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"Out-Of-Control" Chinese Rocket Weighing 22 Tons Hurtling Toward Earth; Gaetz, Greene Hold "America First" Rally Amid Scandals; Soccer Legend, Brandi Chastain, Weighs In On Pandemic Olympics; Daily Average Of COVID-19 Vaccinations Drops Below Two Million; Pfizer Applies For Full FDA Approval Of COVID Vaccine; At Least 30 Killed, 52 Wounded In Blast Near Girls' School In Kabul. Aired 3-4p ET

Aired May 8, 2021 - 15:00   ET



JIM ACOSTA, CNN HOST: You are live in the CNN NEWSROOM. I'm Jim Acosta in Washington.

The sky is not falling, but something really big is falling out of it, and it's happening right now. A massive piece of a Chinese rocket that left Earth last night, last week, I should say, is coming back down as soon as today, and instead of crashing in a predetermined area, it's falling out of control. This isn't a small piece either. It's about three school buses long and it weighs 22 tons.

Exactly where it will hit and when is the million dollar question. NASA is watching it and tracking it. Telescopes all over the world are pointed at it, even the U.S. military is paying attention.

Well, carefully, this is what a museum curator in Japan says is the rocket booster, this is fascinating to watch in real time, hurtling across the sky at 3:00 a.m. Japan time. And this is what everyone wants to know right now, who down here on Earth is at risk and who is safe at this point.

According to the European Space Agency, anyone and anything in the red part of this map is in a potential impact zone.

And our Pentagon correspondent Oren Liebermann is here in Washington. And he is watching it as well.

Oren, everyone telling us that the chance of this doing harm on the ground is very low, but should we be just a little bit nervous right now? What do you think?

OREN LIEBERMANN, CNN PENTAGON CORRESPONDENT: Well, maybe the tiniest bit. It is very, very low, but it isn't zero. You saw the risk zone. It's not going to hit all of those places, of course, but based on what we are seeing and based on when this is expected to reenter the atmosphere, and then, of course, crash, it is going to hit somewhere.

The odds are, it will be somewhere in the ocean, right? Seventy percent of the earth is covered in water, but the rest is covered in land, but even if that, most of that is uninhabited, there is the possibility that this lands somewhere uninhabited.

The problem is that even if we're getting a better idea of the when, the where, it's still a very difficult question the answer. Right now, the Americans and the Europeans and the group called the Aerospace Organization are narrowing in on the time of when it is going to re- enter the atmosphere, and it looks to be around 10:00 or 11:00 tonight. But that comes with a plus/minus three hours.

So, we're looking for anything from late this evening, to early, early tomorrow. And given how fast this 22-ton piece of space junk is moving, even a few minutes off means hundreds if not thousands of miles. So, for example, in the two minutes we're talking here, that's 600 miles this moves. So, it's incredibly difficult right now to get that idea of where.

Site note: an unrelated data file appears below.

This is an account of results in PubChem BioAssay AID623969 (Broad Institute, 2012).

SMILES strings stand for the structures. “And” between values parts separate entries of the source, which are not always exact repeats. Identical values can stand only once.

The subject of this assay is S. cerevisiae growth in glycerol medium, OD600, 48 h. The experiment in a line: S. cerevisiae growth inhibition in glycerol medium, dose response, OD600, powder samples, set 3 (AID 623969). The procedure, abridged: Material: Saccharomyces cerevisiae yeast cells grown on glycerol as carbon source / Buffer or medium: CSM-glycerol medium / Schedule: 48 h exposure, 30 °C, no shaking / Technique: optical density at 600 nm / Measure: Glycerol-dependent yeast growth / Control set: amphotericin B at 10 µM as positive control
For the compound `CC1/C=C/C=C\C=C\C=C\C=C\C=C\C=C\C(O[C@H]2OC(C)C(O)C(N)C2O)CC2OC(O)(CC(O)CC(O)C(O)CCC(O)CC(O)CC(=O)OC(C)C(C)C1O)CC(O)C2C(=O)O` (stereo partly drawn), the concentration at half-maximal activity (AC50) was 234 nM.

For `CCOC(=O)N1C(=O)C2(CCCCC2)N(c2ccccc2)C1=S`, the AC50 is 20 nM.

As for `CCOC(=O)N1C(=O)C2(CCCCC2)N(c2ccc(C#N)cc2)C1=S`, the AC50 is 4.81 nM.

This is, as you pointed out, 22 tons. It will burn up mostly as it comes through the atmosphere at incredible speeds, but not completely. That is why this is a big question here, and the question of where it lands as we narrowing on the when.

We are expecting another round of updates. The current U.S. estimate on where this might reenter is somewhere in the southern Indian ocean. But as we get narrower and narrower of the time frame of when it will reenter, we'll get a better idea of where it's possible.

Right now, the possibilities of where it might reenter is way out there across the board, so it's difficult to pinpoint a location and say, this is the spot that should be worried. But with another round of updates, we'll get a better idea of when it might reenter and we're slowly narrowing it on the where as well, Jim.

ACOSTA: Joining me now is retired NASA astronaut and veteran of four space flights, Captain Scott Kelly.

I think we need to tell people out front this is not Bruce Willis and "Armageddon." We're not in that kind of situation right now.

But on a scale of 1-10, how worried should people be at this point, do you think, Scott?

CAPT. SCOTT KELLY, RETIRED NASA ASTRONAUT: I don't think people should be worried at all. I mean, the odds of it hitting an individual person, you have the likelier chance to win a lottery, so maybe buy a lottery ticket instead.

But, you know, it could hit somebody but that -- the odds of that somebody being you is very, very small.

ACOSTA: And we're talking about a chunk of debris that's ten stories tall, weighs 22 tons. I mean, this is not small piece of rocket machinery here. And I know parts of it will burn up in the atmosphere, but still what kind of damage could this do? We have seen this before and crashed into houses and that sort of thing.

KELLY: Well, it could damage property. I mean, that happened with "Columbia" in certain case, nothing too serious, but when "Columbia" re-entered the atmosphere and broke up over Texas, there was small amounts of property damage. So, you know, it's possible certainly if you got hit with, you know, a big piece of this that could do some serious damage. But, again, you know, I think it's very unlikely.